Mexico's factories still struggling a year into COVID, light seen at end of tunnel

MEXICO CITY, March 1 (Reuters) - Mexico’s factories suffered their 12th straight month of deteriorating business conditions in February as output and new orders declined sharply and firms cut headcounts, input purchasing and inventories due to the coronavirus pandemic, a survey showed on Monday.

The IHS Markit Mexico Manufacturing Purchasing Managers’ Index rose to 44.2 in February from 43.0 in January, but remained well below the 50-threshold that separates growth from contraction.

Even though February’s reading was the highest since last March and business sentiment hit a one year high, the figure underscored a sharp rate of contraction that was among the quickest seen since data collection started in April 2011, said IHS.

“The latest PMI results show that Mexican manufacturers continued to lower production, employment, input purchasing and stocks due to ongoing declines in sales. Once again, the downturn was associated with the COVID-19 pandemic and business closures,” said Pollyanna De Lima, economics associate director at IHS Markit.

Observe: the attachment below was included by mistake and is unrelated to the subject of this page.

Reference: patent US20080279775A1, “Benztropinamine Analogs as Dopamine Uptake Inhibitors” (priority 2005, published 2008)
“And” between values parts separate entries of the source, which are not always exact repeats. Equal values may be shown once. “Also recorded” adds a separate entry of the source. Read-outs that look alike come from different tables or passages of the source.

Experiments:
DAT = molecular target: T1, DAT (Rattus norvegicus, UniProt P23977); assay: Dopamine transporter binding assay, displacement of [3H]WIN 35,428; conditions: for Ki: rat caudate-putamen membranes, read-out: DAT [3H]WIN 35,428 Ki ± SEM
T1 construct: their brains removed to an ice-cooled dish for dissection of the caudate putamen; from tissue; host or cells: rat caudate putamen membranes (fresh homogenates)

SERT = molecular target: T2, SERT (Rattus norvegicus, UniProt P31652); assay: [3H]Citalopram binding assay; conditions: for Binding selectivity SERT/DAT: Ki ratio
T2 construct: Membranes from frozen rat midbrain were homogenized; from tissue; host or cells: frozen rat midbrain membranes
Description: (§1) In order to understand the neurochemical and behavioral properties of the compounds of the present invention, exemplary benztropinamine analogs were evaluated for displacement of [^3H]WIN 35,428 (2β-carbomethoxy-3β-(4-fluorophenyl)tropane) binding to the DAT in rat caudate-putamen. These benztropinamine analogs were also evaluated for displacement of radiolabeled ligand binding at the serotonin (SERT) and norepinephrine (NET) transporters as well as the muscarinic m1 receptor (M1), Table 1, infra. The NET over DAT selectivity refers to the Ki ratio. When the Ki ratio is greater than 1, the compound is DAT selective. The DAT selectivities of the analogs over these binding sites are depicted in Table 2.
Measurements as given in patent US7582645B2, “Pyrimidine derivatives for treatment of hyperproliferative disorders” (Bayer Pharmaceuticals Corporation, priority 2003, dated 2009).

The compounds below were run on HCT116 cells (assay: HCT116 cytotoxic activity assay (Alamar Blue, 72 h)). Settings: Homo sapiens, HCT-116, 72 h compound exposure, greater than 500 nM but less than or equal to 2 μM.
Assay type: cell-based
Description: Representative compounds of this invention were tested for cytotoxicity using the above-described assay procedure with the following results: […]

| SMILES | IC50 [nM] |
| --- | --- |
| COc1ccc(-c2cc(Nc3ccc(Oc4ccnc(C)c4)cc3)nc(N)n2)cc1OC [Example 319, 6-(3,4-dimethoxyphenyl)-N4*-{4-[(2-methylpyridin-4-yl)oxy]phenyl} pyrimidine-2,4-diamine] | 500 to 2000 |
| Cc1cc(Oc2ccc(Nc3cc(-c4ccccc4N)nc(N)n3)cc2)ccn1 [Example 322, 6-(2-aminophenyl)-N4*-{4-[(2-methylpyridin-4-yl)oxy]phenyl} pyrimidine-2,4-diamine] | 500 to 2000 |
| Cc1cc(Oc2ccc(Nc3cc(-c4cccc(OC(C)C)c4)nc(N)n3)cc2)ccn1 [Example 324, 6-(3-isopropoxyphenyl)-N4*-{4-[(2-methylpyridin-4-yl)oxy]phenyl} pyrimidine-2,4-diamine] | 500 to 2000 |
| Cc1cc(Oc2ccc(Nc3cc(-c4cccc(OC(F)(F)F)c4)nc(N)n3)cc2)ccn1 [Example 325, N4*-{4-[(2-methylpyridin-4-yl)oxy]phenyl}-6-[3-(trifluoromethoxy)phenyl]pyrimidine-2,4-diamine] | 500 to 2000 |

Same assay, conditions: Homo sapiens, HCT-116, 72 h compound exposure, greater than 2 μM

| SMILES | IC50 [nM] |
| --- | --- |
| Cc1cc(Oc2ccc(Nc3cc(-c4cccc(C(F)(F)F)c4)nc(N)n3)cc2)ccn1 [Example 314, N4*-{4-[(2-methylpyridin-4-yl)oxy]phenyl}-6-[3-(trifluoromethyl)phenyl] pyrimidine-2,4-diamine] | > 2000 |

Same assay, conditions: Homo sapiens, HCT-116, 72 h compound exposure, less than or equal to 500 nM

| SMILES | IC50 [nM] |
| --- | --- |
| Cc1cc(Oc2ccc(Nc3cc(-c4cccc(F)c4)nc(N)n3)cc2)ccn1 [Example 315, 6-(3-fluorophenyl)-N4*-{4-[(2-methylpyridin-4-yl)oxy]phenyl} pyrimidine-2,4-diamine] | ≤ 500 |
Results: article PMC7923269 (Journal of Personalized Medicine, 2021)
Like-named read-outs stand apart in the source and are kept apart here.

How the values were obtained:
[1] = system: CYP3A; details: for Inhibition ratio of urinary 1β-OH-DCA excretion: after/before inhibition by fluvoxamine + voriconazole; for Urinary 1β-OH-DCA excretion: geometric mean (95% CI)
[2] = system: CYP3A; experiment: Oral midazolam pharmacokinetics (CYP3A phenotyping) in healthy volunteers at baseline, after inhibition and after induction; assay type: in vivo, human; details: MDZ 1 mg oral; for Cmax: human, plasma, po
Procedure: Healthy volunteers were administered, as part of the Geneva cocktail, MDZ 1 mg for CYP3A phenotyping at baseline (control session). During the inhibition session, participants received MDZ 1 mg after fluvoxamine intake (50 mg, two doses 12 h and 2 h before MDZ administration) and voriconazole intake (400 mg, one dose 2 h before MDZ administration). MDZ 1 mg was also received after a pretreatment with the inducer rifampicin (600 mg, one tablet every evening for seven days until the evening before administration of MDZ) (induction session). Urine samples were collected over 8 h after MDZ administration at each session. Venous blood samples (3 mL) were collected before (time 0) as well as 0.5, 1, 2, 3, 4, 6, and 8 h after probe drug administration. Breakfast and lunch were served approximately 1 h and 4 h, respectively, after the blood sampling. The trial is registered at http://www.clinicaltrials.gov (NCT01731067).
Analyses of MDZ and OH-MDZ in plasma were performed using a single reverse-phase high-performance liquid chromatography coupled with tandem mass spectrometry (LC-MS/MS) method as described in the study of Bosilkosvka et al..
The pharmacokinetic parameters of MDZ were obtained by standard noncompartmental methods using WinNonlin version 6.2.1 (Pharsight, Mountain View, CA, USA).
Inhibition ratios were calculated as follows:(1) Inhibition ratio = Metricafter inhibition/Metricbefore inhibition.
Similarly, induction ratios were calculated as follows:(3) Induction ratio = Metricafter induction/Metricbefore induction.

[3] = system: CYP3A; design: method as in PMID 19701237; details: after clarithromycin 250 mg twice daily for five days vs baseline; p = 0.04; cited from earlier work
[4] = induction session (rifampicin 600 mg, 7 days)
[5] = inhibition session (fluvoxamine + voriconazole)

De Lima said firms were starting to see the light at the end of the tunnel, with many expecting output growth over the next year on hopes vaccination programs pick up pace, tame the pandemic and lead to eased restrictions and a return to normality.

Mexico’s economy in 2020 suffered its biggest annual contraction since the Great Depression of the 1930s. And despite a surge in new COVID-19 cases that put a damper on business in recent weeks, the economy recovered faster than first estimated during the fourth quarter.

The PMI index tracks developments on a range of business indicators including prices, new orders, output, employment, suppliers’ delivery times and stocks of raw materials. (Reporting by Anthony Esposito; Ediitng by Chizu Nomiyama)